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Flashcards in Mental health + Parkinsons Deck (84)
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1

How is schizophrenia seen in an MRI scan of the brain?

Ventricular dilation due to loss of brain tissue

2

What are the three main types of symptoms in schizophrenia?

Cognitive
Positive
Negative

3

State some positive symptoms of schizophrenia

Hallucinations
Delusions
Disorganised speech

4

State some negative symptoms of schizophrenia

Reduced motivation
Reduced emotion
Lack of interest
Lack of pleasure

5

State some cognitive symptoms of schizophrenia

Lack of attention
Lack of working and verbal memory

6

What are the four dopaminergic pathways in the brain?

Mesolimbic
Mesocortical
Nigrostriatal
Tuberoinfundibular

7

What is the mesolimbic pathway associated with?

Mediates pleasure, reward, motivation
Hyperactivity of dopamine mediates positive psychotic symptoms
D2 antagonists treat positive symptoms

8

What is the mesocortical pathway associated with?

Cognitive function, emotion
Decreased dopamine responsive for negative symtpoms

9

What is the nigrostriatal pathway associated with?

Motor control
Parkinsonian symptoms

10

What is the tuberoinfundibular pathway associated with?

Inhibition of prolactin release

11

Malfunction in which brain circuit are cognitive symptoms associated with?

Dorsolateral prefrontal cortex

12

What is the dopamine theory for schizophrenia?

Increased dopamine in subcortical pathways -> psychotic symptoms
Agonists of dopamine e.g. amphetamine induce psychotic symptoms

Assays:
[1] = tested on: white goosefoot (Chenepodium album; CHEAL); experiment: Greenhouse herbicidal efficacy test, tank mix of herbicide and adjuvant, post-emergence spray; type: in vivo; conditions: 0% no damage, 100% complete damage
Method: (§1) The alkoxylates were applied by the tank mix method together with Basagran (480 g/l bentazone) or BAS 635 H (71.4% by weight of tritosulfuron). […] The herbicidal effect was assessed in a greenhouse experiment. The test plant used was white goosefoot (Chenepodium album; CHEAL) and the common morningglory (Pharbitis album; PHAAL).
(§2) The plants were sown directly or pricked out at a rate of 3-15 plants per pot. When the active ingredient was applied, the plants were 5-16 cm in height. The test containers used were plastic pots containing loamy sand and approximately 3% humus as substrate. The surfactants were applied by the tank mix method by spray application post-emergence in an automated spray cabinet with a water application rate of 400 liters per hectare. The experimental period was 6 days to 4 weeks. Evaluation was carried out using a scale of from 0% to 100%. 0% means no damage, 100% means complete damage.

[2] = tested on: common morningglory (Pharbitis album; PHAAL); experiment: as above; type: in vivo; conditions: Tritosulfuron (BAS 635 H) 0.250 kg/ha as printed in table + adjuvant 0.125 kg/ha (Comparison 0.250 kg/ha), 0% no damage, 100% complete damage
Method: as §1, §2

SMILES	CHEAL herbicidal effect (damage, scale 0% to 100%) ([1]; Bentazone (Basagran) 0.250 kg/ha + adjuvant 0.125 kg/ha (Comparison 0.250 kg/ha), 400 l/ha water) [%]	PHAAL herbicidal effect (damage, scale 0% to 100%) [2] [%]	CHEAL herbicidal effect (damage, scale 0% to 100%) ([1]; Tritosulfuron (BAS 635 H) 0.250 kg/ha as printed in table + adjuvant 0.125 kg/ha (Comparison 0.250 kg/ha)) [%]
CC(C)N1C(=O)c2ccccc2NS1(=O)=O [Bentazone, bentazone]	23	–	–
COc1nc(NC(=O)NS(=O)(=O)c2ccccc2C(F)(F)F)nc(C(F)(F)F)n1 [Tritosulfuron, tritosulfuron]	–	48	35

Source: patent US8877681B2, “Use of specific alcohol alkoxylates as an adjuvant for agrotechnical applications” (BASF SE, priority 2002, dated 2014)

13

What is the glutamate theory of schizophrenia?

NMDA hypofunction is induced by genetic and non-genetic factors instilled in the brain in early development triggers psychosis in adulthood.
NMDA antagonist phencyclidine lead to positive, negative, cognitive and affective symptoms

14

Which of the two classes of antipsychotics causes most EPS?

Typicals

15

Name a typical antipsychotic

Haloperidol

16

Name an atypical antipsychotic

Clozapine

17

What are the major side effects of atypicals?

Weight gain
CVD
Diabetes

18

Which class of antipsychotics is ineffective at managing negative symptoms?

Typical

19

Which class of antipsychotics is associated with motor side effects and why?

Typicals because they have high affinity for dopamine D2 receptors not only in areas needed but else where so can affect motor function and cause tardive dyskinesia

20

What percentage of receptor occupancy is required for effective antipsychotic effect?

>65%

21

What is the effect of >78% D2 receptor occupancy?

EPS

22

What is the effect of over 70% D2 receptor occupancy?

Hyperprolactinaemia

23

Which antipsychotic is associated with most weight gain?

Olanzapine

24

What are the treatment options for a schizophrenic patient in the prodromal phase?

Offer CBT +/- family intervention. Do not offer antipsychotic

25

What are the treatment options for patient with first episode of schizophrenia?

Offer antispsychotic in conjunction with CBT after ruling out other causes of symptoms

26

How is a subsequent actue episode of schizophrenia treated?

Treated as first episode schizophrenia. May need to switch therapy e.g. from typical to atypical

27

What is "treatment resistant schizophrenia" defined as and how is it treated?

Schizophrenia resistant to treatment with two different antipsychotics, one of which being an atypical

28

What are the 4 different types of EPSE?

Pseudo-parkinsonism
Akathisia
Dystonia
Tardive dyskinesia

29

Which type of EPSE are anticholinergics not useful for?

Akathisia and tardive dyskinesia

30

What side effects are associated with clozapine?

VTE
Constipation
Sedation
Hypersalivation
Myocarditis and cardiomyopathy
neutropenia and agranulocytosis
Metabolic syndrome